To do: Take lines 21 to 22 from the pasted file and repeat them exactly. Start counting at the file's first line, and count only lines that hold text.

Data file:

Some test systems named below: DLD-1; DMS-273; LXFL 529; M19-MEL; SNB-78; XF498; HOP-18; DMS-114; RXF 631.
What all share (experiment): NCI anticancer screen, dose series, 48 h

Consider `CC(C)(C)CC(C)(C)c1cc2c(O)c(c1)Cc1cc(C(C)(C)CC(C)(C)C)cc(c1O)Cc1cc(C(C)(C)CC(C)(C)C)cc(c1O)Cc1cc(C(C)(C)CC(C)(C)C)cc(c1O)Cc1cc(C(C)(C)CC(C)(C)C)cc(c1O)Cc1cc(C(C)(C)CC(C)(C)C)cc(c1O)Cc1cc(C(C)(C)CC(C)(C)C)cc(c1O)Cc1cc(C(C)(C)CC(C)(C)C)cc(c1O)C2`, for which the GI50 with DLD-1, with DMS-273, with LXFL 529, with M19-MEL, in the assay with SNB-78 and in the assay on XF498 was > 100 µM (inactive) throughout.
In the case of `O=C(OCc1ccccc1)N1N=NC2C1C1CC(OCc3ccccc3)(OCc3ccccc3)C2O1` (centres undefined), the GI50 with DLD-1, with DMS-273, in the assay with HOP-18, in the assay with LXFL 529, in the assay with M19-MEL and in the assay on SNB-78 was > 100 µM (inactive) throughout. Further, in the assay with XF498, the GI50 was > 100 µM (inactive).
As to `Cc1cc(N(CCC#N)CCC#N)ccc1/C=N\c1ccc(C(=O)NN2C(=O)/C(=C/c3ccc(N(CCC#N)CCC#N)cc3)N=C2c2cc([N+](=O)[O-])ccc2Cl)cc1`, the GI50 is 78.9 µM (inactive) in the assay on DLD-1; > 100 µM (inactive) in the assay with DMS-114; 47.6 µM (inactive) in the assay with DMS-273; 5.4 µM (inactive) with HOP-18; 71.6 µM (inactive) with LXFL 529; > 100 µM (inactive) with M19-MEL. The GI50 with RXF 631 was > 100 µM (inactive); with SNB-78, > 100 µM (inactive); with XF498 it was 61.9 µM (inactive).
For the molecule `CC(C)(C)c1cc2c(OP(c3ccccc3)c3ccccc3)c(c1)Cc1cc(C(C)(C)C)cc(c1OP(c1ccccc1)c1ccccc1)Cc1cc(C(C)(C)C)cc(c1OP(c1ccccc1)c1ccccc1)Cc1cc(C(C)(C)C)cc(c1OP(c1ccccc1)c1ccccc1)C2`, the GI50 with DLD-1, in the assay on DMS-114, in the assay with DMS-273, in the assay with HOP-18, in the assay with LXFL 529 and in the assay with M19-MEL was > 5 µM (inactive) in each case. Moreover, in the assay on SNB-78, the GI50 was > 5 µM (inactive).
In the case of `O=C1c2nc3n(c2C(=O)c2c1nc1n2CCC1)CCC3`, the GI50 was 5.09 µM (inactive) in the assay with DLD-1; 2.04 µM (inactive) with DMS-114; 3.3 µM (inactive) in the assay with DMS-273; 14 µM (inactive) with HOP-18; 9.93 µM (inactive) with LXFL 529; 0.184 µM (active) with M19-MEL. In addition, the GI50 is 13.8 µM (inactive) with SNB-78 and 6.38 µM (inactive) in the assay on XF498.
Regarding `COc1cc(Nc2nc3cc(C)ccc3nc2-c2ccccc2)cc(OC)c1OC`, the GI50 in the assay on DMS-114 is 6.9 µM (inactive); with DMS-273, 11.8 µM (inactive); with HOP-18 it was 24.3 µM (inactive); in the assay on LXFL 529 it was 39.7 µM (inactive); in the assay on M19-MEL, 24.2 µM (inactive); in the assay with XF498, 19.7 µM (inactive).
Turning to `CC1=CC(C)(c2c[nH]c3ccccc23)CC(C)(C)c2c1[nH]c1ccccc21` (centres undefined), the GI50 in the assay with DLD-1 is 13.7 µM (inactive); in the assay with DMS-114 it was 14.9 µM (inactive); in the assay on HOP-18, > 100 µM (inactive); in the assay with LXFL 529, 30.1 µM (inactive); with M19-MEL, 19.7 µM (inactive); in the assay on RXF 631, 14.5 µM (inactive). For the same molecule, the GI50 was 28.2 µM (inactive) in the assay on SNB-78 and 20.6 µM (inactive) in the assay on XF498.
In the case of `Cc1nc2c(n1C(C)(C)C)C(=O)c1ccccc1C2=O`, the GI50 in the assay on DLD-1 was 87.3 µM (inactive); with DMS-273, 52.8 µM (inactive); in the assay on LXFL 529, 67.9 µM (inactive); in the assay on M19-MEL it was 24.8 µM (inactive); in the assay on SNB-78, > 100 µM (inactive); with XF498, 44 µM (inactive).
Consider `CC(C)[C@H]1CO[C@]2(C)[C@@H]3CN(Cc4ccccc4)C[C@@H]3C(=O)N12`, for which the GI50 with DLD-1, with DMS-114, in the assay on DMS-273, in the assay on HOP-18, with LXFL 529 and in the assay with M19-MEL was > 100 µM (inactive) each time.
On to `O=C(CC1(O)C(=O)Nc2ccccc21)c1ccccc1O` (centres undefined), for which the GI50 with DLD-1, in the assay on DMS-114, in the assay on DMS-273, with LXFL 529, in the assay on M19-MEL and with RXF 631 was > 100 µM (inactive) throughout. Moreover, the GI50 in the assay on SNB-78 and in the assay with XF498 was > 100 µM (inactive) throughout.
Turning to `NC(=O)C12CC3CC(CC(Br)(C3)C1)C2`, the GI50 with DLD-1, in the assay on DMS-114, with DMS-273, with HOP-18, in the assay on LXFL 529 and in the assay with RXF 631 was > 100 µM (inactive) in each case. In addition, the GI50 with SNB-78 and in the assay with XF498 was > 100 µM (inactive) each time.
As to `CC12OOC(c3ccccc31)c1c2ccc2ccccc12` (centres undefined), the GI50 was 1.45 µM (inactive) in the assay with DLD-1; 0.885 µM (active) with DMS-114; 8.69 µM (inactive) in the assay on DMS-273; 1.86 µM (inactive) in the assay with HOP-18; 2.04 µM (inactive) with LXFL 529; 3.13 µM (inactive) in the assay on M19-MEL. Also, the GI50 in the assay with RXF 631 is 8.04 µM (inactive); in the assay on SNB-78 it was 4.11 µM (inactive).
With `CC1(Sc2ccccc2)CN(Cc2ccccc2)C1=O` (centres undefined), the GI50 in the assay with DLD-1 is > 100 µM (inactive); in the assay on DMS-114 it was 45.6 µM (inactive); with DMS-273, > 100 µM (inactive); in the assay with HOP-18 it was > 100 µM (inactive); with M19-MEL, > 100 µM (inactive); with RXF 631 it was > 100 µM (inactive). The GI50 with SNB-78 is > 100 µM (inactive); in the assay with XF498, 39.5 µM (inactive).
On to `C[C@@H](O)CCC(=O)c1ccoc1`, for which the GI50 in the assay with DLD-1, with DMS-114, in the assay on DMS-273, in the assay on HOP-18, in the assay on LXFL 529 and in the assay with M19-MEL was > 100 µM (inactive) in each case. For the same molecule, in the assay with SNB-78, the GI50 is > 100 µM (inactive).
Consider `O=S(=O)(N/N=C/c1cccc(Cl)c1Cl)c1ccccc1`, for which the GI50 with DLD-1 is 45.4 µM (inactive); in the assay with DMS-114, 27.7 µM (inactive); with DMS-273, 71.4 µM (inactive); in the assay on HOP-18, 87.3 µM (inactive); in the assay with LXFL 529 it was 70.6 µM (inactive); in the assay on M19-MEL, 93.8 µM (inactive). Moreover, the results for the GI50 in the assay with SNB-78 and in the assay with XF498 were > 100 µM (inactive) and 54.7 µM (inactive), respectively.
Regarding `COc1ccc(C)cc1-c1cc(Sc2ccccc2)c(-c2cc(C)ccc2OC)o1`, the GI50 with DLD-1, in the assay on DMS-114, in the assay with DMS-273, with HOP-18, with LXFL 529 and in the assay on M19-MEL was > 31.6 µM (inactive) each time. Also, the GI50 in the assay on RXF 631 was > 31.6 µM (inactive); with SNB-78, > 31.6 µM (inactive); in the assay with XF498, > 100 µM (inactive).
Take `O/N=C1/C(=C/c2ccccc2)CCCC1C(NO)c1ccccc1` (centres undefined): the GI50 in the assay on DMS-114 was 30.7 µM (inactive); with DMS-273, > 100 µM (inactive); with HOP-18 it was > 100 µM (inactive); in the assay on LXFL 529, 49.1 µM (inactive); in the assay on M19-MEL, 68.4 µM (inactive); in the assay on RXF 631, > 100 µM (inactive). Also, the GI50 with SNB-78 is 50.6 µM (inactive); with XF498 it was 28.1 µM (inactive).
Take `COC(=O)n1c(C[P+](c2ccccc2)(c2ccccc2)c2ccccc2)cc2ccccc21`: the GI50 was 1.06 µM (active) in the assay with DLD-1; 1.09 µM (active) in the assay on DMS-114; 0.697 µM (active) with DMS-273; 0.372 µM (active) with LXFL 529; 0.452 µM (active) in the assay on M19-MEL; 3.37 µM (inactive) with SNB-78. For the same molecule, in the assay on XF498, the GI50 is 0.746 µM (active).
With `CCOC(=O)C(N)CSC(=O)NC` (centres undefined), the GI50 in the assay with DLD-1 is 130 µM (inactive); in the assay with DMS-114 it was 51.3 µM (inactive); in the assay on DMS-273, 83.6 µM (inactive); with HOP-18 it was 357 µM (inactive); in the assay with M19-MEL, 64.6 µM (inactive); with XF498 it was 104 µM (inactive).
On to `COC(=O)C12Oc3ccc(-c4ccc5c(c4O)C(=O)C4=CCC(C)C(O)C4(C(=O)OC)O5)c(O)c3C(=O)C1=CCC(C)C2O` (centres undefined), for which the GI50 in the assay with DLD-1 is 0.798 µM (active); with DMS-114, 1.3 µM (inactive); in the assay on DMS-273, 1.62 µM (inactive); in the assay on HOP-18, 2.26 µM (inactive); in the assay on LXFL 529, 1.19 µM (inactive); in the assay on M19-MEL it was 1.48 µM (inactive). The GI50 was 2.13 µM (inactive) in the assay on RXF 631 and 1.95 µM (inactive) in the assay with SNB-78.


With `CCOC(=O)C(N)CSC(=O)NC` (centres undefined), the GI50 in the assay with DLD-1 is 130 µM (inactive); in the assay with DMS-114 it was 51.3 µM (inactive); in the assay on DMS-273, 83.6 µM (inactive); with HOP-18 it was 357 µM (inactive); in the assay with M19-MEL, 64.6 µM (inactive); with XF498 it was 104 µM (inactive).
On to `COC(=O)C12Oc3ccc(-c4ccc5c(c4O)C(=O)C4=CCC(C)C(O)C4(C(=O)OC)O5)c(O)c3C(=O)C1=CCC(C)C2O` (centres undefined), for which the GI50 in the assay with DLD-1 is 0.798 µM (active); with DMS-114, 1.3 µM (inactive); in the assay on DMS-273, 1.62 µM (inactive); in the assay on HOP-18, 2.26 µM (inactive); in the assay on LXFL 529, 1.19 µM (inactive); in the assay on M19-MEL it was 1.48 µM (inactive). The GI50 was 2.13 µM (inactive) in the assay on RXF 631 and 1.95 µM (inactive) in the assay with SNB-78.